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United States Department of Agriculture

Agricultural Research Service

Research Project: DEVELOPMENT OF NEW AND IMPROVED SYSTEMS TO ENHANCE FOOD SAFETY INSPECTION AND SANITATION OF FOOD PROCESSING Title: Surface-enhanced Raman scattering spectroscopy for rapid bacterial screening

Authors
item Chao, Kuanglin
item Kim, Moon
item Yang, Chun-Chieh
item Qin, Jianwei -
item Liu, Yongliang

Submitted to: ASABE Annual International Meeting
Publication Type: Proceedings
Publication Acceptance Date: June 20, 2010
Publication Date: June 21, 2010
Citation: Chao, K., Liu, Y., Kim, M.S., Yang, C., Qin, J. 2010. Surface-enhanced Raman scattering spectroscopy for rapid bacterial screening. ASABE Annual International Meeting.

Interpretive Summary: Due to public health risks and economic losses that can result from outbreaks of foodborne illnesses, the development of rapid and accurate methods to identify pathogenic bacteria is needed for food safety screening applications. Surface-enhanced Raman scattering (SERS) spectroscopy was investigated for the development of a rapid spectroscopy-based screening method to identify bacteria. Characteristic SERS bands were identified at 712 and 390 wavenumbers for prepared bacteria-colloid mixtures of E. coli, Listeria, and Salmonella. These SERS bands were incorporated into two-waveband ratios, I390 / I352 and I712 / I730, which could be used to differentiate between the three bacteria cultures with 100% success. On the basis of practical implementation, this study suggests that simple procedures can be used to produce silver colloids and assess their quality, to prepare bacterial cultures for SERS analysis, and to analyze the SERS spectra for the differentiation of E. coli, Listeria, and Salmonella. These procedures for SERS-based analysis avoid the need to perform the processes of labeling, purifying, separating, drying, or washing the bacterial samples that are typically necessary for other laboratory screening methods, and also are advantageous in requiring only about 20 minutes for bacteria-colloid mixture preparation and SERS measurement with the use of relatively small samples. This SERS technique for screening for the presence of these bacteria can be useful to regulatory government agencies and the food processing industries as a rapid.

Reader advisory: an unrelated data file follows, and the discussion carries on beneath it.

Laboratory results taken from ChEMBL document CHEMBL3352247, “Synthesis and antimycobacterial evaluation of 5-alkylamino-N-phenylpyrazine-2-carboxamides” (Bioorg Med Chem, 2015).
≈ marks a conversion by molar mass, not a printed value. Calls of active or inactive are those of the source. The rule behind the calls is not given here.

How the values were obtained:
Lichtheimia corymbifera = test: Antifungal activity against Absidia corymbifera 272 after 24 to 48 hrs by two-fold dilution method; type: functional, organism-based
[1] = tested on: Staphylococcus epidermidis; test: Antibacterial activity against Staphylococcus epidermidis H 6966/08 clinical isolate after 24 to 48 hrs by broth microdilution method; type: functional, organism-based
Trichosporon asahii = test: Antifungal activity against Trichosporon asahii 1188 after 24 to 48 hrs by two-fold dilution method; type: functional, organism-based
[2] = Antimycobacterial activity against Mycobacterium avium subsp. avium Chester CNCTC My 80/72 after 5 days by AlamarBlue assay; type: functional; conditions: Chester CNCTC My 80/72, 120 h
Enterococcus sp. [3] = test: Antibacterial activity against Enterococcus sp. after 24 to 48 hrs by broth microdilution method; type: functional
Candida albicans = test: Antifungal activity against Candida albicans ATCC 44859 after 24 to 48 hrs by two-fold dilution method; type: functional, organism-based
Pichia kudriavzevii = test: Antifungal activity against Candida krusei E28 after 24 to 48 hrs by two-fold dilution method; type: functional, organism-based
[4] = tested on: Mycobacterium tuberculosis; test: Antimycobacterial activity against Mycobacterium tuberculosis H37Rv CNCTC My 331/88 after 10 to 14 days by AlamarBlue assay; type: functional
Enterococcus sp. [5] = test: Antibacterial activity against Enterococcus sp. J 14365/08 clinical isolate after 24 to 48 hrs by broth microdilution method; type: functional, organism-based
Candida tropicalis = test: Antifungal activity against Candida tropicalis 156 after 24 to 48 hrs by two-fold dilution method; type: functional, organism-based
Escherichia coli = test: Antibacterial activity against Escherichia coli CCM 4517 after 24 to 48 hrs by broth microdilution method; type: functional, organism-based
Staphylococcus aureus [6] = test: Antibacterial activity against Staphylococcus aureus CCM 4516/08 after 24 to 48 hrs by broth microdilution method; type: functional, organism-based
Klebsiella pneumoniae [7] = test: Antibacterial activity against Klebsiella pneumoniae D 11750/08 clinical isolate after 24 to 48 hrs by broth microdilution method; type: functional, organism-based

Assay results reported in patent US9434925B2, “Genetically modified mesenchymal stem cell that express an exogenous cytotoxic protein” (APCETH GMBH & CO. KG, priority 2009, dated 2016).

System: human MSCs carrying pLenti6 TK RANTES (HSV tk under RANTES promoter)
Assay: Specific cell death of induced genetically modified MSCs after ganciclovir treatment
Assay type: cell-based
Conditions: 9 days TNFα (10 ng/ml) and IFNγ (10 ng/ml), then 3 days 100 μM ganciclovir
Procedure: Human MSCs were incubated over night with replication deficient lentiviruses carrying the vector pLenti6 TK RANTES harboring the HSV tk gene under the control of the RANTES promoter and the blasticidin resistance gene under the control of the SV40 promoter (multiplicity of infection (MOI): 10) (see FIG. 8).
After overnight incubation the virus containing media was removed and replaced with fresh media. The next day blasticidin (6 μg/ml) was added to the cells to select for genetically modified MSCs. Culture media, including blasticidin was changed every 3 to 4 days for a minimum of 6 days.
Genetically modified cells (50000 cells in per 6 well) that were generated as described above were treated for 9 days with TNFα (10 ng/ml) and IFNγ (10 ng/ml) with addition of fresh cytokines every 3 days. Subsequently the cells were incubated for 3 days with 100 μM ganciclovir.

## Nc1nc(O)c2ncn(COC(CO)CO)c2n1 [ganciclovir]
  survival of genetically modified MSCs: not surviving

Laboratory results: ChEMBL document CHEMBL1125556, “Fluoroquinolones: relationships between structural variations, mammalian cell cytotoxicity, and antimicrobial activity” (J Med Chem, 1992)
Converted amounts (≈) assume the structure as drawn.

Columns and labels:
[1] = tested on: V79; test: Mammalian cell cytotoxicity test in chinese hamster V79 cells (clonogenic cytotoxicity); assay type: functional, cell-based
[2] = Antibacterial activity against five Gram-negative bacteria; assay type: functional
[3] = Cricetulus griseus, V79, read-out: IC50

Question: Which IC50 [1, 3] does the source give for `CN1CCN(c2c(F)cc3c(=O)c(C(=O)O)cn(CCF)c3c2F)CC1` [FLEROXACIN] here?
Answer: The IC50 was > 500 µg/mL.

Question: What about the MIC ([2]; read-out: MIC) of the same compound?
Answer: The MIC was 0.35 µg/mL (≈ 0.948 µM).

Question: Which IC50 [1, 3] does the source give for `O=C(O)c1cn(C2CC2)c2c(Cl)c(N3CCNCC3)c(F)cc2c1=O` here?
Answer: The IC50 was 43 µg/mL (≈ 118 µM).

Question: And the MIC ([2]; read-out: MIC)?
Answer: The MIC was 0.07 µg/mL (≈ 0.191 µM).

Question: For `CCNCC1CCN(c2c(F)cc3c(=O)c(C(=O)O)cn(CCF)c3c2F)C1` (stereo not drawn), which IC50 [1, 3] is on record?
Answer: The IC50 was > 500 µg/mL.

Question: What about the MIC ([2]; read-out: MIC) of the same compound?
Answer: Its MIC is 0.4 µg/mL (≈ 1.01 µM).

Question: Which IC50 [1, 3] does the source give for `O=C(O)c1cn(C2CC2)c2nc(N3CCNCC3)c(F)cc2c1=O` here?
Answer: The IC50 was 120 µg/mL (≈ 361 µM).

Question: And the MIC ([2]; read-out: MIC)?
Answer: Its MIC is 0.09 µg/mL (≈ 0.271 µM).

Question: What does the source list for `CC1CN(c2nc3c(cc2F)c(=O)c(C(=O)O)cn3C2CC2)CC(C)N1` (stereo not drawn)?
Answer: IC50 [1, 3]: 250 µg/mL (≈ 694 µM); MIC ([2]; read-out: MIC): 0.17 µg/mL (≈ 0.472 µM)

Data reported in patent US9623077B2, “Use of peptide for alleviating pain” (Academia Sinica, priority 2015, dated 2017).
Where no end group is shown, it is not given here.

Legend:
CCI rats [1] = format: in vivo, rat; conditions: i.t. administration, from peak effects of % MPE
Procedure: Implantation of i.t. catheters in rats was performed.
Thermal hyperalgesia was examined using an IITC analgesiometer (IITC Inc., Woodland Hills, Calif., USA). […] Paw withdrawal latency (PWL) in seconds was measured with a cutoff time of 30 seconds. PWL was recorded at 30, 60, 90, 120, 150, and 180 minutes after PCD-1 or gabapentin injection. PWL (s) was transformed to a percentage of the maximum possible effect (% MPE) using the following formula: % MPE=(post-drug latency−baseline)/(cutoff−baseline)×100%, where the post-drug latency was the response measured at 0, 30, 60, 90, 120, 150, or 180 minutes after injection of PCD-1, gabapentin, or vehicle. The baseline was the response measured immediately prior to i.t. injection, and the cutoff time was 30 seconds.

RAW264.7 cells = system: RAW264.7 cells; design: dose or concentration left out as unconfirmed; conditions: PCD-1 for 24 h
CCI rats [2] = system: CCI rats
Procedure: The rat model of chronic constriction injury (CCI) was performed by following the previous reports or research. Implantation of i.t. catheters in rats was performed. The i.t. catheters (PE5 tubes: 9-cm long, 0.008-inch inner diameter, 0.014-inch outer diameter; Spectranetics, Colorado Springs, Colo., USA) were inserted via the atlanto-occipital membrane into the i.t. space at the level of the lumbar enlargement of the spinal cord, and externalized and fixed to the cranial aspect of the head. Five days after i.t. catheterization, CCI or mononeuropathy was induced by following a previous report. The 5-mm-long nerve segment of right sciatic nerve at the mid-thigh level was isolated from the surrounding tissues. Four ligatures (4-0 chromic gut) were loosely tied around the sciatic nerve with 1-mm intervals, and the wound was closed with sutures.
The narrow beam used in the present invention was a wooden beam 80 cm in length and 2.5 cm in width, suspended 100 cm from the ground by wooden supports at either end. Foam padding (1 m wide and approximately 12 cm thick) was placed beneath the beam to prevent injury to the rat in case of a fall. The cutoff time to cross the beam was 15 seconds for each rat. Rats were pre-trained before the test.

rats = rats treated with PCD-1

Technical Abstract: This study reports the feasibility of citrate-reduced colloidal silver SERS for differentiating three important foodborne pathogens, E. coli, Listeria, and Salmonella. FT-Rama and SERS spectra of both silver colloids and silver colloids mixed with tripotassium phosphate were collected and analyzed to evaluate the reproducibility and stability of silver colloids fabricated in a batch-production process. The results suggest that the reproducibility of the colloids over the batch process is high and that their binding effectiveness remains consistent over a 60-day storage period. Two specific SERS bands were identified at the 712 and 390 wavenumbers, and these were used to develop two-band ratios for differentiating E. coli-, Listeria-, and Salmonella-colloid mixtures with a 100% success. These results indicate that colloidal silver SERS technique can be a practical alternative method suitable for rapid screening of E. coli, Listeria, and Salmonella bacteria.

Last Modified: 8/29/2014
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